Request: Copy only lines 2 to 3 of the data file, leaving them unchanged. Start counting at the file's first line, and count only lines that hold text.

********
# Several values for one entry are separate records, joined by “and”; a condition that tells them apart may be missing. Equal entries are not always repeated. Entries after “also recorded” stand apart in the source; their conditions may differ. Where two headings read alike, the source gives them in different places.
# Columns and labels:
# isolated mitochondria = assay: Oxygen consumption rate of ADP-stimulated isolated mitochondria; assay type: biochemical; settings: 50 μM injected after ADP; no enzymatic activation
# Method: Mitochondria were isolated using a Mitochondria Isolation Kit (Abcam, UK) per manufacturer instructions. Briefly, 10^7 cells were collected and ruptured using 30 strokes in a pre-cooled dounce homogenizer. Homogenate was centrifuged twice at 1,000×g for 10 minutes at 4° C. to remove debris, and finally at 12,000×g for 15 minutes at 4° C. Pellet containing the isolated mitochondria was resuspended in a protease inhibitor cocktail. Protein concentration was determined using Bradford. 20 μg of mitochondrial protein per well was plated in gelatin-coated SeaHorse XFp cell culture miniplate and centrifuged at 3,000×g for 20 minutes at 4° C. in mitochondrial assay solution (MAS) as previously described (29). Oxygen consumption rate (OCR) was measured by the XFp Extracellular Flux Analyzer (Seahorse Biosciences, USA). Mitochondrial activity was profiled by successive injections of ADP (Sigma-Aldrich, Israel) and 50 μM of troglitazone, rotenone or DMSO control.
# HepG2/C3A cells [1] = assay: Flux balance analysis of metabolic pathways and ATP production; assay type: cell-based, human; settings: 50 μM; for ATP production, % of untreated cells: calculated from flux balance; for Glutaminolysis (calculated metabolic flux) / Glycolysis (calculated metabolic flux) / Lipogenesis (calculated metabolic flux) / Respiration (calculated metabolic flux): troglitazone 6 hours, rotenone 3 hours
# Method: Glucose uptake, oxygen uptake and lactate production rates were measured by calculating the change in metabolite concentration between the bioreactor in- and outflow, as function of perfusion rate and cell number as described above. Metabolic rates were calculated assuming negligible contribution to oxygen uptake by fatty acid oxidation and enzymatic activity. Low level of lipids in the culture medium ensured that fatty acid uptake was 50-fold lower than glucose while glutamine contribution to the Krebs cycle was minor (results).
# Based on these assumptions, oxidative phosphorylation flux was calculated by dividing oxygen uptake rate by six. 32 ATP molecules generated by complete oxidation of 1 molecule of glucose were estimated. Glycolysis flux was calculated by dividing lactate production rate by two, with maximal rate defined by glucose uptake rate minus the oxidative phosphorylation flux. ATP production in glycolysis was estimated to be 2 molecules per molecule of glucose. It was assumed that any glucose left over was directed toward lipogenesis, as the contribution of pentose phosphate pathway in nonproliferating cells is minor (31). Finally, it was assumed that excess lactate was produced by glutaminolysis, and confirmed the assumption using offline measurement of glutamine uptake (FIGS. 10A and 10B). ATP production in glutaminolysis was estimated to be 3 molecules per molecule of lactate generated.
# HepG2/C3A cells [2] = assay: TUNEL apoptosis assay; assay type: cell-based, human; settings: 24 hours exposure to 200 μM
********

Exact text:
# Columns and labels:
# isolated mitochondria = assay: Oxygen consumption rate of ADP-stimulated isolated mitochondria; assay type: biochemical; settings: 50 μM injected after ADP; no enzymatic activation